Feeling stressed thinking about an upcoming interview? You are not alone. There are ways to combat this, though, and Center for Career Readiness is here to help.
- Tips for Interviewing
1. Research the company/organization - and any employees you might engage with during the interview process.
- Look into the company's values, mission statement, strategic planning, etc.
- Take notes while you are researching and bring up any relevant points that align with your skills during the interview.
2. Consider experiences and skills you have that are relevant to the position and solid examples.
- Use resources like the questions below or meet with a career counselor if you need help getting started with brainstorming your examples.
3. Use the BAR technique
- Using this technique will help round out your answers and make sure you present your
examples in a concise manner:
- B - Background (set the stage)
- A - Action (what did YOU do)
- R - Result (outcome or what was learned)
- Using this technique will help round out your answers and make sure you present your examples in a concise manner:
4. Prepare for the interview itself
- If virtual, check your internet connection and your visible background ahead of time, and find a quiet space where you can focus without distractions
- If in-person, check to see where the interview will be held and allot extra time in case of traffic or if you have trouble finding the location.
- Common Questions
- Tell me about yourself and why you are interested in this position.
- What are your long-range and short-range career goals?
- How have your previous experiences prepared you for this job?
- What questions do you have for me?
- What is a weakness of yours as it relates to this position?
- What does it mean for your to have a commitment to diversity? How have your demonstrated that commitment previously and how would you see yourself demonstrating it here?
- What do you consider your 3 greatest strengths? Provide me an example of when you used your strengths.
- What is your greatest weakness?
- Please describe how your qualifications would make you successful in this position?
- Why should we hire you?
- Why did you decide to pursue a career in this field/industry?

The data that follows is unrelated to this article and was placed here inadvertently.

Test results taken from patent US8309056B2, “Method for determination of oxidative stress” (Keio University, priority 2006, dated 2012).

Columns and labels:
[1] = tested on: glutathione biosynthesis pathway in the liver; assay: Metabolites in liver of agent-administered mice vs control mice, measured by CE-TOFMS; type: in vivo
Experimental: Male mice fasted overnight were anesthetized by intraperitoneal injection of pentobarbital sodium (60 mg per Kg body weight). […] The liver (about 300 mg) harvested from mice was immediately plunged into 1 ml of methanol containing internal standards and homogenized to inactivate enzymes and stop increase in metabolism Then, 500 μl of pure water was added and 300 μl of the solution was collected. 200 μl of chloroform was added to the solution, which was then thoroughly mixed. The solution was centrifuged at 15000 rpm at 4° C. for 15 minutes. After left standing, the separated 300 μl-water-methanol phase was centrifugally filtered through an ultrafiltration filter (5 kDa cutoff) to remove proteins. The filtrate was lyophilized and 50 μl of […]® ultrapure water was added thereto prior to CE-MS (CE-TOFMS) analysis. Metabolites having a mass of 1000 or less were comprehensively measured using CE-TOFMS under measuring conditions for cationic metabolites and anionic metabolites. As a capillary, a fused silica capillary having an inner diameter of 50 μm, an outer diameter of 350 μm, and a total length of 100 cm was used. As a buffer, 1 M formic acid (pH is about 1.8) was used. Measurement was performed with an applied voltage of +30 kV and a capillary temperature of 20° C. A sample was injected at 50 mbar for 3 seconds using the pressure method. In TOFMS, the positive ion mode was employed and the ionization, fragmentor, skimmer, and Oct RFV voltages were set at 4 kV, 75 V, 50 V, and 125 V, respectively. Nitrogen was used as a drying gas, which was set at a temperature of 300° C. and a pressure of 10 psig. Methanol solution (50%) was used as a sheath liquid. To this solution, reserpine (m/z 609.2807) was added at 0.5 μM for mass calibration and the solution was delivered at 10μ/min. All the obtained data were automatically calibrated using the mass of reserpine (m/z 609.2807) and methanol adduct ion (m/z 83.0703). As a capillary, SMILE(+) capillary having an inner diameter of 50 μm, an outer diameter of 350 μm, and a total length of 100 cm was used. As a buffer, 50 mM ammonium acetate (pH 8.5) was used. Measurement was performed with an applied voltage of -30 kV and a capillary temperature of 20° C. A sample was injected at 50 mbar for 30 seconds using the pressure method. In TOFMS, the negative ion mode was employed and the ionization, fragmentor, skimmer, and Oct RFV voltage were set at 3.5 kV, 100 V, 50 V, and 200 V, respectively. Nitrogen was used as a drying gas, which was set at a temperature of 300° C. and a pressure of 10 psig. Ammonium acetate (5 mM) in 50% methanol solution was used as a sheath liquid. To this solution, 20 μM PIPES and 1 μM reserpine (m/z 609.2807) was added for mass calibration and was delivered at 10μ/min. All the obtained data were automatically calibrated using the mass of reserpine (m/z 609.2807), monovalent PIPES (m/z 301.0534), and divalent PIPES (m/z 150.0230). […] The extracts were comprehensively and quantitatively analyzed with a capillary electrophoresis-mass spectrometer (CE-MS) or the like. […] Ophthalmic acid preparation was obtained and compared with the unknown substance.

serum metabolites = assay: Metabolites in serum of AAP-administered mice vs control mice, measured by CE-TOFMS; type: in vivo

- Where would you like to see yourself five years from now?
- Why are you interested in working with this organization?
- Tell me about any professional development you have completed and how this impacted your work.
- In what type of work environment do you perform best? How would you change your previous work environment to make it more productive?
- What role do you typically play on a team?
- What do you look for in a supervisor? How does this compare to how you supervise?
- Which value of the company do you most closely align with?
- Tell me about a time when you had competing priorities? How did you manage these deadlines?
- Give me an example of a conflict or problem that you experienced in a previous work setting and how you handled it.
- Tell me about a time you took initiative with a project or task. What was the outcome?
- Describe your time management system.
- What Questions Do You Have for Me?
Remember that you are also interviewing THEM, so ask the questions YOU want to know the answers to. Here are some general examples, but make sure to do your research ahead of the interview and write down questions that come to mind.
- What characteristics does a successful person in your organization possess?
- What are some of the achievements made by employees in this position in the past?
- How would you describe the overall work atmosphere?
- What opportunities exist for professional development or advancement?
- How would you define integrity in this organization?
- What is the next step in the hiring process?
- When do you hope to have the position filled?
- What would a typical day’s work look like in this position?
- Will I work as part of team and if so, who will be in the group?
- How does this position align with the organization’s strategic plan?
Questions to Avoid
Avoid asking specific questions on salary, benefits, perks, vacation time, or focus too much on the compensation during the preliminary interview process.
- Practice, Practice, Practice
Conduct mock interviews with our staff by making an appointment through Handshake, solidify your examples, and use these questions to practice on your own or with a friend.
- Approaching Illegal or Inappropriate Questions
It is illegal for an employer to ask you any questions regarding protected class during an application or interview process (protected class includes: birthplace, nationality, descent of applicant/applicant's spouse/partners, sex or martial status including pregnancy/birth control/child or dependent-care, race, sexual orientation, gender identity, age, religion or religious days observed, disability or genetic factors). Please note, the voluntary disclosure you might see when submitting an application is allowed as it is separate from hiring considerations.
If you are asked an illegal or inappropriate question, you can decide how you would like to respond. Some potential options you have could be:
- Choosing to answer
- Refusing to answer
- Asking why they are asking you the question
- Ignoring the question
- Ending the interview/remove yourself from the process
- Making a report to the Human Resources department for the company/organization